Everything seemed to go right for Organovo Holdings (NASDAQ: ONVO) in 2016. Its stock jumped 40%, and at one point in the year, it had gained over 80%. The 3D bioprinting company launched its second product. Customers were jumping aboard.
But things took a turn for the worse after Organovo announced its fiscal third-quarter results. Shares dropped 20% in after-hours trading. Here's what happened.
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By the numbers
Data Source: Organovo.
Beyond the numbers
The good news was that Organovo continue to grow sales by leaps and bounds in the quarter. Also, the consensus estimate among analysts was that the company would lose $0.10 per share. Organovo's actual loss was a little better, at $0.09 per share.
What was the bad news that caused the stock to tumble? First, Organovo reported sales that were below the $1.47 million expected by analysts. Second, the company slashed its fiscal 2017 guidance. Instead of expecting full-year revenue between$4.5 million and $6.2 million, Organovo now projects the range will be$3.7 million to $4.5 million.
It's always a negative sign when the low end of the old guidance is the top end of the new guidance. Organovo CEO Keith Murphy said that this downward revision was due to "a change in the timing of customer orders due to specific customer requests for additional validation studies related to certain use cases and for qualification of an additional cell source."
What's happening is that customers aren't moving ahead with placing orders like the company thought they would. And the reason why is that they're apparently not convinced Organovo's 3D human tissues provide all the benefits the company touts. That's concerning.
Organovo seemed to have made significant strides in winning over skeptical researchers. Major customers collaborated with the company in publishing in scientific journals. Some also presented at key conferences about the value of Organovo's 3D tissues. Now it appears that plenty of skepticism remains.
Keith Murphy said that Organovo expects to "successfully complete the additional scientific studies required to address these issues." He added that the company doesn't"anticipate these items will have a long-term impact on customer adoption."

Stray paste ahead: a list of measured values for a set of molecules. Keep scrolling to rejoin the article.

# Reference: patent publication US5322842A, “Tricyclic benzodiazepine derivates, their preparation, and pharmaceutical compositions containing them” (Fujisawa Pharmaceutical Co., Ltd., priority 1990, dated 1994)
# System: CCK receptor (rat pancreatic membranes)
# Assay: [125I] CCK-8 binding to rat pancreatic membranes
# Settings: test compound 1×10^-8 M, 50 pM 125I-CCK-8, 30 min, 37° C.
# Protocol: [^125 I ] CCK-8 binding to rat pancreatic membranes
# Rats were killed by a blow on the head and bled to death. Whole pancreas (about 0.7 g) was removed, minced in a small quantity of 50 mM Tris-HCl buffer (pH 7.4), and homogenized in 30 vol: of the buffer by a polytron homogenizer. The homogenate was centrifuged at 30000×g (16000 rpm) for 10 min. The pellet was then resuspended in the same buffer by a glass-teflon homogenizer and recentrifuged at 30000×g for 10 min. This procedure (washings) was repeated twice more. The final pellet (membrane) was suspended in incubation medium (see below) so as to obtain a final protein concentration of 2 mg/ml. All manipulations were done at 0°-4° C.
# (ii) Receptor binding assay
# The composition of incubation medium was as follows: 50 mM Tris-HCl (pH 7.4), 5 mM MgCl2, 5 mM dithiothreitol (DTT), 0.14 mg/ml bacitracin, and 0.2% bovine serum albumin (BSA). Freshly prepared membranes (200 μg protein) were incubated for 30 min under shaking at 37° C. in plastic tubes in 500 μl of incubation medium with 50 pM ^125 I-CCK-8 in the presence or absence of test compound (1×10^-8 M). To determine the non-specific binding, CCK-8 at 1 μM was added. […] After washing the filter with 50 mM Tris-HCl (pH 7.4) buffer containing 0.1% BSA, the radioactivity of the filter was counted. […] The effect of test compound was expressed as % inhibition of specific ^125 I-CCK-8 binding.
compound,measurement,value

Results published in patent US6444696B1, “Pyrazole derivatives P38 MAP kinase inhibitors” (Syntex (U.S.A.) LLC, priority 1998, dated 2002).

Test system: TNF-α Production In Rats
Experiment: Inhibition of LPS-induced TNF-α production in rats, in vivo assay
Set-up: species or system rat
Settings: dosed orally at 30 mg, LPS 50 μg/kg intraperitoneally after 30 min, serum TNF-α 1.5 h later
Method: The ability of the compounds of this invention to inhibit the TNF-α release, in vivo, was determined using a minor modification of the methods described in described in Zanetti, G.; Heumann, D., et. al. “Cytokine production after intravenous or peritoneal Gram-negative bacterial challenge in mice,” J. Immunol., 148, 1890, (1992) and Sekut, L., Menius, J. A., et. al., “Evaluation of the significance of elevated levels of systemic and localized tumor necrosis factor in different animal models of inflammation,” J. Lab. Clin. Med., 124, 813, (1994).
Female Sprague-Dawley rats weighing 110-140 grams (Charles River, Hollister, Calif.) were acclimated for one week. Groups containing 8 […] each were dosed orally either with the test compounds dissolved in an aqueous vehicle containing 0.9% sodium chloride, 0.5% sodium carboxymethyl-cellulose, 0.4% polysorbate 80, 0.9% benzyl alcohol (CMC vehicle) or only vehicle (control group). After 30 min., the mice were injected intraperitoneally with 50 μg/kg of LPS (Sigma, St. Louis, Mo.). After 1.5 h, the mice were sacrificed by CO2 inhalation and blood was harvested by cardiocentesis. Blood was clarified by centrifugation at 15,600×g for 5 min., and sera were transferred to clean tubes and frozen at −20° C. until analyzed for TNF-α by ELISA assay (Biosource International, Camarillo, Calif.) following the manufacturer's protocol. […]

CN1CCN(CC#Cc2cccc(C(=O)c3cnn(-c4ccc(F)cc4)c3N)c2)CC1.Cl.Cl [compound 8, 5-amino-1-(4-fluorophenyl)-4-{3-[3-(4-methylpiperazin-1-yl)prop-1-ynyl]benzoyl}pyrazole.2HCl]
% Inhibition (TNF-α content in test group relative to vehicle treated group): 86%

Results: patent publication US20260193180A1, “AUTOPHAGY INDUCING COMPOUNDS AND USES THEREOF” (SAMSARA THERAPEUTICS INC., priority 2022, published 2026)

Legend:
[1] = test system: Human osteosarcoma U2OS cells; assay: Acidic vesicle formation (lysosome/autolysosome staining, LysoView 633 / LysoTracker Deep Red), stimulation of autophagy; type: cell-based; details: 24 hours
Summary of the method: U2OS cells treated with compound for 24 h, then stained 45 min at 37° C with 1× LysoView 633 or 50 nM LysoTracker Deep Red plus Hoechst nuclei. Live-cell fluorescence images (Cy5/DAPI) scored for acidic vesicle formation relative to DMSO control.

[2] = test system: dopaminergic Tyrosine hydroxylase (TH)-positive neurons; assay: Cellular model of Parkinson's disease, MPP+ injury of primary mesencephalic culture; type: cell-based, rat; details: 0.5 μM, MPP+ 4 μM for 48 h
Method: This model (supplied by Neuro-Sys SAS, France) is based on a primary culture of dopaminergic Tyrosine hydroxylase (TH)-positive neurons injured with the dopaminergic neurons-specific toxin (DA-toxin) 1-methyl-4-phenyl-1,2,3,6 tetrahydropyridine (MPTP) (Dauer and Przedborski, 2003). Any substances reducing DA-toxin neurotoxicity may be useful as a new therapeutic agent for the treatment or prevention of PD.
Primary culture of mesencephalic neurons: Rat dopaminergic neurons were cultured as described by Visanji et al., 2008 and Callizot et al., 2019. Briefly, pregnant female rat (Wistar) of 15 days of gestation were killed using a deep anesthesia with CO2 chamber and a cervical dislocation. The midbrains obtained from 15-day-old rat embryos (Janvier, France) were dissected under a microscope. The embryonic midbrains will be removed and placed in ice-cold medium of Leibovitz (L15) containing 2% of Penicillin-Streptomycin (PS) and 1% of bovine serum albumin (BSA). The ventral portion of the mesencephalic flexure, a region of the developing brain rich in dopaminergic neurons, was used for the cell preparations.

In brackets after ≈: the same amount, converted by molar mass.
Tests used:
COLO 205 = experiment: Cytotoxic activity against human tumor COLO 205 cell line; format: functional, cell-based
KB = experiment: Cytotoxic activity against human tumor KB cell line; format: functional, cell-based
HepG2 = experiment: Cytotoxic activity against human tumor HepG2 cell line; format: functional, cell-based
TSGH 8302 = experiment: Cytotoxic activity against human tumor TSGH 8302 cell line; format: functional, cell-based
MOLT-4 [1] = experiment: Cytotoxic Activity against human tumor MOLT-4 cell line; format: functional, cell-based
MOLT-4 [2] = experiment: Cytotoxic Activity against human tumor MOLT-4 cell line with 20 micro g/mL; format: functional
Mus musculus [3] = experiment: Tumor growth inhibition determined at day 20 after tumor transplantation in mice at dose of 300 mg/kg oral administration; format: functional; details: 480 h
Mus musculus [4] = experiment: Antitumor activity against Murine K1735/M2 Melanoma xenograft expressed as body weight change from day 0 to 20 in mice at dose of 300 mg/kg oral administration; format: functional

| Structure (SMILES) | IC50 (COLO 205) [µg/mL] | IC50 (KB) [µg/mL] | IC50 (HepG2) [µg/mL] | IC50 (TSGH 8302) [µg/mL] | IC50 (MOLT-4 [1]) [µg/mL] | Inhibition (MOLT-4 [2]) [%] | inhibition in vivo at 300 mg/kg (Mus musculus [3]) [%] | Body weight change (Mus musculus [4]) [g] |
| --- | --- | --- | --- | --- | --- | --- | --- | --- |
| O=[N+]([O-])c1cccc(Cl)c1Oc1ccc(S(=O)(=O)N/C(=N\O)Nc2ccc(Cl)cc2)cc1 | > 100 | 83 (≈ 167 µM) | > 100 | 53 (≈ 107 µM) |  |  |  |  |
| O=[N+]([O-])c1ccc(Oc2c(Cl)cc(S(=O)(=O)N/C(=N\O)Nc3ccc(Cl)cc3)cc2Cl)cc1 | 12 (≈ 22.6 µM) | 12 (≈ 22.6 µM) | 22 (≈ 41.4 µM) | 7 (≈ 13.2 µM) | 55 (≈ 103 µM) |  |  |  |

My instinct is to agree with Murphy. He has said all along that more scientific studies will help the company. I expect they will. The key question in my view is: How long will the process take?
Organovo is in good shape from a cash standpoint, so it can weather a delay in revenue. The company has cash and cash equivalents totaling$70 million. That's enough to carry Organovo for a couple of years or so at current spending levels.
However, spending will need to increase for the company to achieve several of its goals. Organovo wants to offer metabolism studies, a move that could double its annual revenue potential. That will require hiring additional staff and buying new equipment.
Organovo also plans to develop therapeutic tissues, beginning with 3-D bioprinted human liver tissue. The company is moving forward with safety and efficacy studies in animals with hopes to submit an investigational new drug (IND) application to the U.S. Food and Drug Administration (FDA) for approval of clinical testing in humans by 2020. This effort will also require higher spending.
Losing a big chunk of market cap isn't a good thing. However, customer adoption of a radically new technology like 3D bioprinting takes time -- and as Organovo's update shows, scientific evidence that shows clear benefits.
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